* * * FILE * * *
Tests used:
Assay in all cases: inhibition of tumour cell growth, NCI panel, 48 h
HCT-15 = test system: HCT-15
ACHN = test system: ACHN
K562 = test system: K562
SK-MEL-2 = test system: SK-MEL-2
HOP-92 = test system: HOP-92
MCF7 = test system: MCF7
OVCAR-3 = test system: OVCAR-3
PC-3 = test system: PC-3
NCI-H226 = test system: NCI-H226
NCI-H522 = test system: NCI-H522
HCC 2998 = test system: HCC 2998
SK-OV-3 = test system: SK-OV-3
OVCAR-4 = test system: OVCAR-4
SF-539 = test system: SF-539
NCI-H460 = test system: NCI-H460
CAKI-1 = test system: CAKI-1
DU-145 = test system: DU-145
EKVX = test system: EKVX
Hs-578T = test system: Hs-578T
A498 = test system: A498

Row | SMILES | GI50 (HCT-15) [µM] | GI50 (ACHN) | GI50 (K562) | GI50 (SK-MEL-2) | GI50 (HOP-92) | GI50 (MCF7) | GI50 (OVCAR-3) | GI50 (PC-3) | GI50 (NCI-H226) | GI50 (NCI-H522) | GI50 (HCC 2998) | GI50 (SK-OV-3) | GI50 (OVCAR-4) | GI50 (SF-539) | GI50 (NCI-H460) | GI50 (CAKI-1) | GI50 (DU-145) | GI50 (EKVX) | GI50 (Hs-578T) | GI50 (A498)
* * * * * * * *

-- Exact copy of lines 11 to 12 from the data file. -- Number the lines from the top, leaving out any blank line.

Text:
NCI-H226 = test system: NCI-H226
NCI-H522 = test system: NCI-H522